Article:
Stop praising men for the bare minimum

Caitlin Beard

In December 2019, international musician Harry Styles appeared on the cover of Vogue, donning a floor-length, ruffly Gucci dress and making history as the first male Vogue cover model, wearing a traditionally “feminine” frock, no less. Styles’ fashion statement served as a social commentary on restrictive gender norms and toxic masculinity, defined as manliness that; glorifies stoicism, strength and dominance. Initially, I was thrilled at this step towards deconstructing strict binary gender expression and ready to contribute to the gushing admiration taking over my social media. However, after several months of reflection, I began to feel angry about the continued showering of praise and adoration Styles received simply for wearing a dress on a magazine cover. I realized that my bitterness stemmed from the revelation that Styles had become an unattainable, ideal paragon of the perfect man. Many people revered him just because they viewed his fashion statement as a symbol of his commitment to defying toxic masculinity. After my epiphany, I became aware of how often women, in my own life and in the media alike, excessively praise men for the most ridiculously basic behaviors.

“He’s so nice to his mom,” “He’s so good with kids” or “He actually communicates his feelings” are common exclamations from women conditioned to desire only the bare minimum from men. In traditional heteronormative family systems, where men occupy the role of the “provider” and “bread-winner,” and women are expected to do literally everything else, society applauds men as attentive parents and partners for completing the occasional chore or hour of childcare, or really, anytime they exhibit any ounce of gentleness, thoughtfulness or selflessness that is not in the form of financial support or displays of physical strength.

But as women, have we ever taken a step back from our horribly sexist society and asked ourselves: Why do we insist on practically handing men gold medals every time they show even a scrap of human decency? Not only does this mindset sell men short of their potential, but it also normalizes abusive and toxic behaviors, causing women to tolerate unhealthy behaviors from their male partners, bosses, co-workers and family members.

Illustration by Carsen Goltz

Although society misleads us to believe that empathy, kindness and gentleness are characteristics limited to females due to their high levels of oxytocin, otherwise known as a “maternal instinct,” testosterone is not a legitimate excuse for failing to exhibit vulnerability or sensitivity. A 2014 study measured the brain’s emotional arousal in males and females in response to emotionally stimulating videos. Although the results found that males had equally as strong, if not stronger, emotional reactions than females, when asked about how they felt while watching the videos, males denied feeling the emotions the physiological evidence indicated. Toxic masculinity not only discourages men from expressing their feelings openly and healthily, it also limits them from practicing kindness and vulnerability.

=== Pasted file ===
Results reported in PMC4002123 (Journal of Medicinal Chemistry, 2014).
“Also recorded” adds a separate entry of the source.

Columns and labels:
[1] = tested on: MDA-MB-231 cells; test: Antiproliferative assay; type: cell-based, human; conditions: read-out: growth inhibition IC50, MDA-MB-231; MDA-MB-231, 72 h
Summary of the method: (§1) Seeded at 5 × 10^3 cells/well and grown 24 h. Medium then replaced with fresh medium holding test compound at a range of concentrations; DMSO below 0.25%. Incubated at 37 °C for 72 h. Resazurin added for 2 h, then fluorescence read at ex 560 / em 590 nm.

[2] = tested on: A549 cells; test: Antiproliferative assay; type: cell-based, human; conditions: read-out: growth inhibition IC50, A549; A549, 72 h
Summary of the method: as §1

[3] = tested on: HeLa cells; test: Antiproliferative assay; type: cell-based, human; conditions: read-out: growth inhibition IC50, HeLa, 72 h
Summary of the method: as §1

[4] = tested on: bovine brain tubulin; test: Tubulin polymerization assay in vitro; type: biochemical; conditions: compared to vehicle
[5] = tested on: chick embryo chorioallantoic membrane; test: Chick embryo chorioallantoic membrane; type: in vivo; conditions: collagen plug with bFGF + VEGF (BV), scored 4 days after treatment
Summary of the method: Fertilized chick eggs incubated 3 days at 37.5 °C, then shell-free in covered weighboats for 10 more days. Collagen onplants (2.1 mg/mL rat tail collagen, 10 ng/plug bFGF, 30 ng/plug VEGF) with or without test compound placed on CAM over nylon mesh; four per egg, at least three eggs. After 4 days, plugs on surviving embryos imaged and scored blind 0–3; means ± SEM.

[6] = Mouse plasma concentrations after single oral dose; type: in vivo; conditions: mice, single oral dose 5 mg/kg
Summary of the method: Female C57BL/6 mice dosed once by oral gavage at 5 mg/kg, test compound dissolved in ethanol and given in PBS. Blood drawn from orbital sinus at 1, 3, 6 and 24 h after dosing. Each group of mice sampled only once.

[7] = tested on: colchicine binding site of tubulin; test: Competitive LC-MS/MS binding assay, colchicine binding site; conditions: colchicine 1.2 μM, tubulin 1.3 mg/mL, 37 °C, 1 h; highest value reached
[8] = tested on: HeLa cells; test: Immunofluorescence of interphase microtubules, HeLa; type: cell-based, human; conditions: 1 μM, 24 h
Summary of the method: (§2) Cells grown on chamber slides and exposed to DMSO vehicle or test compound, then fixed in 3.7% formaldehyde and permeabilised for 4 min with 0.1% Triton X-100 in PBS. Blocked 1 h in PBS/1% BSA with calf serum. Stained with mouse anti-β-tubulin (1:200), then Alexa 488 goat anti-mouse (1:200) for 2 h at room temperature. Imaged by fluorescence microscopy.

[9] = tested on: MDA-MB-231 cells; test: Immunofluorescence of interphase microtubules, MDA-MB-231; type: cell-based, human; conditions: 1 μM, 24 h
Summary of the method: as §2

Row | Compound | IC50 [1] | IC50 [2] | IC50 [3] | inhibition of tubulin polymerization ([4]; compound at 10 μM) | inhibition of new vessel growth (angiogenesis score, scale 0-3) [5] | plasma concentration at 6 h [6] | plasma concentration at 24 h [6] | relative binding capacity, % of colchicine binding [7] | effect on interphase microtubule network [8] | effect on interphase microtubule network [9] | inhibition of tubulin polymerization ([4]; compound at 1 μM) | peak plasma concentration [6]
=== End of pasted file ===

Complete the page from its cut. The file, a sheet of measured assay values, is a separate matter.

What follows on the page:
I have been lucky to get to know men who have done a lot of work with unlearning toxic masculinity in favor of discovering themselves as individuals equally capable as women of showing empathy, gentleness and respect. I’m working on not not praising them for the bare minimum and resisting the urge to gush, “He’s such a gem,” or “He’s one of the good ones,” because these seemingly complimentary and harmless statements produce unhealthy power dynamics that many women, myself included, have fallen into. 

These power dynamics appear in my life in my interactions with men, which have always felt quite lopsided. Likely because society simply expects me, as a woman, to be a selfless and thoughtful person by default, I’ve always felt the need to cater to their wants, needs and emotions, even if that’s at my own expense. The compliments and physical affection from the males in my life mean more, but their criticism stings more too. I am often surprised when men show me gentleness or affection. As a result, I raise the sensitive, kind men in my life onto metaphorical pedestals, feeling the uncontrollable urge to remind myself that I’m lucky to have found them. To myself and anyone else who identifies with these feelings: we need to raise the bar.